What are the advantages and disadvantages of narrow span in management?
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Span of management refers to the number of people reporting to a manager in an organization. In a narrow span of management the number of people reporting to a manager is comparatively low. The opposite of narrow span of management is a wide span of management, in which number of people reporting to a manager is comparatively high.
A narrow span of management allows the manager more time per subordinate supervised. This enables the manage to guide and supervise his subordinate more effectively. Also the manager has more time available to perform more of important tasks personally, rather than delegate to subordinates. This can improve the quality of decision making.
However narrow span of management has some disadvantages. To begin with, more managers are needed to supervise the same number of people. This increases the manpower cost. But more important than that, it tends to divide the organisation in smaller departments creating additional problems of coordination between departments. Smaller span of management also results in higher number of organizational levels, increasing the distance between the grass-root work and and the top management. Thus top management may find it more difficult to be adequately aware of the operations and situation faced at lowest level of the organization. Also, closer supervision by managers made possible by narrower span of management restricts ability of people to exercise initiative and affects their morale. This generally boils down to less motivated employees and low utilization of their potential.
Also known as span of control, is a very important concept of organizing function of management. It refers to the number of subordinates that can be handled effectively by a superior in an organization. It signifies how the relations are planned between superior and subordinates in an organization.
Span of management is generally categorized under two heads- Narrow span and Wide span. Narrow Span of management means a single manager or supervisor oversees few subordinates. This gives rise to a tall organizational structure. While, a wide span of management means a single manager or supervisor oversees a large number of subordinates. This gives rise to a flat organizational structure.There is an inverse relation between the span of management and the number of hierarchical levels in an organization, i.e., narrow the span of management , greater the number of levels in an organization.
Narrow span of management is more costly compared to wide span of management as there are larger number of superiors/ managers and thus there is greater communication issues too between various management levels. The less geographically scattered the subordinates are, the better it is to have a wide span of management as it would be feasible for managers to be in touch with the subordinates and to explain them how to efficiently perform the tasks. In case of narrow span of management, there are comparatively more growth opportunities for a subordinate as the number of levels is more.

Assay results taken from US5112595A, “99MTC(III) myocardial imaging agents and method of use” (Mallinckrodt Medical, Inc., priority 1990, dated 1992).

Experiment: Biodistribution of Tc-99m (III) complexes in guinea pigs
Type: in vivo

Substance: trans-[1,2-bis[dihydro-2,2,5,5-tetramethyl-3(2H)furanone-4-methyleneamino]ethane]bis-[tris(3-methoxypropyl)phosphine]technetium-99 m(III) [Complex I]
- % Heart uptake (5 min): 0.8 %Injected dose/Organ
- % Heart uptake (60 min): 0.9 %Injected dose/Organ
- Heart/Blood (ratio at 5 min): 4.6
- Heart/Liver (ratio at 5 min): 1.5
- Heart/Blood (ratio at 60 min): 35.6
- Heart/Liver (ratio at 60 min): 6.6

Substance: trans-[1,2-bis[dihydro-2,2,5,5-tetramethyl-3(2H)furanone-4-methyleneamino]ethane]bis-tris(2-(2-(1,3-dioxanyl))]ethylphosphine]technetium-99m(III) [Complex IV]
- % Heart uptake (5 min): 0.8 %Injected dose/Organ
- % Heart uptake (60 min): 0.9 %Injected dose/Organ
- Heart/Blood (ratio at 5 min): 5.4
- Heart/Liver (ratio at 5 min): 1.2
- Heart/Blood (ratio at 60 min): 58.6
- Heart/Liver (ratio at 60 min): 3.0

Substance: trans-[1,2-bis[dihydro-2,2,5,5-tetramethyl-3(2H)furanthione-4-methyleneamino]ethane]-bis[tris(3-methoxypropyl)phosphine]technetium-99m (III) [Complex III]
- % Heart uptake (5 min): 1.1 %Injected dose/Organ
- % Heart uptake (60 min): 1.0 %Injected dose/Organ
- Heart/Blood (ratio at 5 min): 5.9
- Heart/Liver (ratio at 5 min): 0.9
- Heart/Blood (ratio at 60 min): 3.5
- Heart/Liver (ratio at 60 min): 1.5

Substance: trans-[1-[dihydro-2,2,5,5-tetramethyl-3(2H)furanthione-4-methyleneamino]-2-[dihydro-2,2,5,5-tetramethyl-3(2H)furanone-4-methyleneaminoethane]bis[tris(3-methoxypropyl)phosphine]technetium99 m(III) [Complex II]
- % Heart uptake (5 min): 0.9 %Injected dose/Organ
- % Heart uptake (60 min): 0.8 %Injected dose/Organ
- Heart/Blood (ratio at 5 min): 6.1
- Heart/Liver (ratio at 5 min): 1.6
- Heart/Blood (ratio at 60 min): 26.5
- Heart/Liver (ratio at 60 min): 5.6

The more efficient and organized the managers are in performing their tasks, the better it is to have wide span of management for such organization. The less capable, motivated and confident the employees are, the better it is to have a narrow span of management so that the managers can spend time with them and supervise them well. The more standardized is the nature of tasks ,i.e., if same task can be performed using same inputs, the better it is to have a wide span of management as more number of subordinates can be supervised by a single superior. There is more flexibility, quick decision making, effective communication between top level and low level management,and improved customer interaction in case of wide span of management. Technological advancement such as mobile phones, mails, etc. makes it feasible for superiors to widen their span of management as there is more effective communication.
An optimal/ideal span of control according to the modern authors is fifteen to twenty subordinates per manager, while according to the traditional authors the ideal number is six subordinates per manager. But actually, an ideal span of control depends upon the nature of an organization, skills and capabilities of manager, the employees skills and abilities, the nature of job, the degree of interaction required between superior and subordinates.
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